1.0is a PostgreSQL extension for high-performance time-series aggregation via continuous SQL queries.
1.0is now available for PostgreSQL
11and Docker. Visit the getting started docs or download a release package to get started.
- PipelineDB enables realtime reporting use cases at scale, where only summary data is needed
- The next release of PipelineDB will include partitioning automation
PipelineDB extends PostgreSQL by allowing you to define continuous views over streams of time-series data. The unique thing about continuous views is that they only store the aggregate output of their query definitions. Individual time-series events are discarded from memory as soon as all continuous views that must read them have done so. Eliminating the necessity of writing all events to disk before running queries over them enables PipelineDB to deliver extremely high performance for time-series aggregation workloads.
And because PipelineDB only stores compact aggregate data on disk, read query latencies are kept to a minimum. Consider a canoncial example:
-- Input stream for raw time-series events CREATE FOREIGN TABLE stream (ts timestamp, x integer) SERVER pipelinedb; CREATE VIEW hourly_counts WITH (action=materialize) AS SELECT hour(ts), count(*) FROM stream GROUP BY hour; -- Time-series events are written to streams via standard INSERT/COPY statements INSERT INTO stream (ts, x) SELECT now(), x FROM generate_series(1, 1000) x;
The continuous view,
hourly_counts, will only ever store a single row for each new hour of timestamps in the input events. The
count column is simply updated incrementally in real time as new events are written to the system. PipelineDB extends this simple concept to virtually any query you can express in SQL.
Continuous queries also produce output streams of incremental updates that are made to them, and thus can be chained together into arbitrary topologies of continuous SQL. And since continuous views are stored as regular PostgreSQL relations, their results can be retrieved and analyzed using the full expressiveness of SQL.
Ultimately this empowers users to build high-performance reporting and analytics applications at large scales with relative ease.
Two weeks ago we released PipelineDB
1.0.0 as a standard PostgreSQL extension with support for PostgreSQL
10. Adoption of PipelineDB
1.0.0 is growing much faster than any previous release of PipelineDB, and there has been significant demand for PostgreSQL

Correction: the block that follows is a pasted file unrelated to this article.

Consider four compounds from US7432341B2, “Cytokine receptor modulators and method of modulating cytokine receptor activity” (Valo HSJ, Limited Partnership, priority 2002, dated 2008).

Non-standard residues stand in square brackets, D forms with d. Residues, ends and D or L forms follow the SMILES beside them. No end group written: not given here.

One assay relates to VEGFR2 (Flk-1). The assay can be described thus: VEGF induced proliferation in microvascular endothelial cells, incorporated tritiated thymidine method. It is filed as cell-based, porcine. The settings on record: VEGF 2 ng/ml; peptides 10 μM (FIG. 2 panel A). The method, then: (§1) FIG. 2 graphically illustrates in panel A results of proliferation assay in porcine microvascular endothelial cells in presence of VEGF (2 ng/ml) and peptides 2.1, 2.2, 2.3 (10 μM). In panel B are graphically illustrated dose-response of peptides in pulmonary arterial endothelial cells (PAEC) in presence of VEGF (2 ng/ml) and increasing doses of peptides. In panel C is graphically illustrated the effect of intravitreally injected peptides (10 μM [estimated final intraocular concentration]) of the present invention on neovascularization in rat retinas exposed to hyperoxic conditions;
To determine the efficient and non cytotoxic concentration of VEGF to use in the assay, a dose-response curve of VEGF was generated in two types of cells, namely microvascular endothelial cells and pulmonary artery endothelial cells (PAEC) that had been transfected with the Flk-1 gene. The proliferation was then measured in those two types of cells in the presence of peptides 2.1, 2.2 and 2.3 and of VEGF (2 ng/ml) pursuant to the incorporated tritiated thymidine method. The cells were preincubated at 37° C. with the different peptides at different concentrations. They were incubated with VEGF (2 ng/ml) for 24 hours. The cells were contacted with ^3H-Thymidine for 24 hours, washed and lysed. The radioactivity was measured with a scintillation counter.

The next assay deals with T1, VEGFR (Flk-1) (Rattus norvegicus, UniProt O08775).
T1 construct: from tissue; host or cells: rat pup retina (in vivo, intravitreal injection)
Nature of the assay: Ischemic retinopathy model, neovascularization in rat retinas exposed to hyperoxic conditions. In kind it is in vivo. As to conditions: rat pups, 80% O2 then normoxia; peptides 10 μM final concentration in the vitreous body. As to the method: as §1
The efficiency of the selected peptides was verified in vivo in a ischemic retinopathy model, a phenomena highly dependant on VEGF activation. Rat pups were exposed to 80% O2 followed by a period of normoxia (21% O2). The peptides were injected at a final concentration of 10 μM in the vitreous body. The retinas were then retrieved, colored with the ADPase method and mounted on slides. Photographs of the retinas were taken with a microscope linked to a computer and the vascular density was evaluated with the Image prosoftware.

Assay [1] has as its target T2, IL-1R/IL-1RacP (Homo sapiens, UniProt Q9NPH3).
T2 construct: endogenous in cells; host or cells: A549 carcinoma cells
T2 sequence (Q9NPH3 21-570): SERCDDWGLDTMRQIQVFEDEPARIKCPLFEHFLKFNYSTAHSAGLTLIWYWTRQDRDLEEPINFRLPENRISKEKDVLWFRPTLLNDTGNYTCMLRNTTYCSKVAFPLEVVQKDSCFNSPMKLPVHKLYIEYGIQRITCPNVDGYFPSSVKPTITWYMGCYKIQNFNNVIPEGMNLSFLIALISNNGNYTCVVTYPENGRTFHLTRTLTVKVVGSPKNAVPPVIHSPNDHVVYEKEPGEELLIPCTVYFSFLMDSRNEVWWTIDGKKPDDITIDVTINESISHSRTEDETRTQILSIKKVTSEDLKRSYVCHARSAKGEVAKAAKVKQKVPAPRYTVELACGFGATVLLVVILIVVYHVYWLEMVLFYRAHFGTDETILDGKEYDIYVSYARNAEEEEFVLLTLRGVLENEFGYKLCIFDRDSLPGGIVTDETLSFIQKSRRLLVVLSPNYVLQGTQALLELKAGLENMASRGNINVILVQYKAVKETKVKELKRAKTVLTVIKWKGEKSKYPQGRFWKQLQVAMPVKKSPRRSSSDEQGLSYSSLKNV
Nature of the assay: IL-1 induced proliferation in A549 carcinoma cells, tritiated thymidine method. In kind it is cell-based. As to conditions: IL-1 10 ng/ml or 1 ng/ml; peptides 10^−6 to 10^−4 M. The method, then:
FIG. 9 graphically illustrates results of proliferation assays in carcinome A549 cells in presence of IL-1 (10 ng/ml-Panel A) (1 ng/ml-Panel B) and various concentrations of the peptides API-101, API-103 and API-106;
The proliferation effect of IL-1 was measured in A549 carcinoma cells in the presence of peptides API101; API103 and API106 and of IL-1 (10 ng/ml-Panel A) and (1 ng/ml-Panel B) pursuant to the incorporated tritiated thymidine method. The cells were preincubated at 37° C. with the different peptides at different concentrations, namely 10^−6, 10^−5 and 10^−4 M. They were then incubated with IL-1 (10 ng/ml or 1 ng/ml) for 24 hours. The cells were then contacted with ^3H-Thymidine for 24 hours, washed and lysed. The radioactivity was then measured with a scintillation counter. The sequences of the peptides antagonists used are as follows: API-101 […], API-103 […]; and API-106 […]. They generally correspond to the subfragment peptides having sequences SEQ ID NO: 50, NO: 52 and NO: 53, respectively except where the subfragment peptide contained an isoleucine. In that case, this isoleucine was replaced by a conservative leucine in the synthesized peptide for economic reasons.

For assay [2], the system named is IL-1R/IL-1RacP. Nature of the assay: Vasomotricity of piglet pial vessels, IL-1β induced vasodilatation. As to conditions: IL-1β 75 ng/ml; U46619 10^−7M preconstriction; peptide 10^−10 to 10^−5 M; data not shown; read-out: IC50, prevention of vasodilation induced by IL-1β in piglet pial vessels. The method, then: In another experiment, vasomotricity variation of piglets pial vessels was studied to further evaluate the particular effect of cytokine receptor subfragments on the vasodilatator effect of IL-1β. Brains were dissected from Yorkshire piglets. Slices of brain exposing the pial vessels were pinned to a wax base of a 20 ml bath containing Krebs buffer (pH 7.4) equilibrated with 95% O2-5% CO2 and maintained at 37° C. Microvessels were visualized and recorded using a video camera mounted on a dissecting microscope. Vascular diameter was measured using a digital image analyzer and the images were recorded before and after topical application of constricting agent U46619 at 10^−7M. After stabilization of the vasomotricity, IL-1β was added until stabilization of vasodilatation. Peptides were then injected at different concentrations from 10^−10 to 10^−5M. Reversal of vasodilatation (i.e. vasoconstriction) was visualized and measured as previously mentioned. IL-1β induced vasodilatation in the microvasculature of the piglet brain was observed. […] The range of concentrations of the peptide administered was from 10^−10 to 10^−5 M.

11 support. And today we're very happy to announce that the latest release of PipelineDB now supports PostgreSQL
10 is not binary compatible with PostgreSQL
11, PipelineDB has separate packages for each major PostgreSQL version. Head over to the installation docs to get started.
We've also published official PipelineDB Docker images for both PostgreSQL
11, so you can now easily run PipelineDB on any platform that supports Docker:
$ docker run pipelinedb/pipelinedb-postgresql-11
See the Docker docs to get started with PipelineDB on Docker.
Firstly, we want to thank our amazing community of users who have provided indispensable feedback for the PipelineDB
1.0.0 extension release. Thanks to them, we've made a couple of small release updates to
1.0.0 that resolve some relatively minor platform-specific issues that were identified. Other than that, the feedback we've received for the
1.0.0 release has been overwhelmingly positive, and we couldn't be happier about that. Thank you PipelineDB users, we are genuinely grateful to have you :)
From here, we're pushing to get the next release of PipelineDB out as soon as possible. We're intentionally keeping the next release as light as possible, because it will contain one new major feature that users have wanted for PipelineDB for quite a while: partitioning automation.
Since most continuous views include some kind of time-based column in the aggregation grouping (as in the example above), partitioned continuous views will allow users to keep their continuous views physically partitioned as they grow. The interface will look something like this:
CREATE VIEW partitioned_cv WITH (partition_by = 'hour', partition_duration = '1 day') AS SELECT hour(ts), count(*) FROM stream GROUP BY hour;
This would give you one partition for each day of
hour(ts). When a new partition is needed, PipelineDB will automatically create it for you with no service interruptions. All that's needed from users is the initial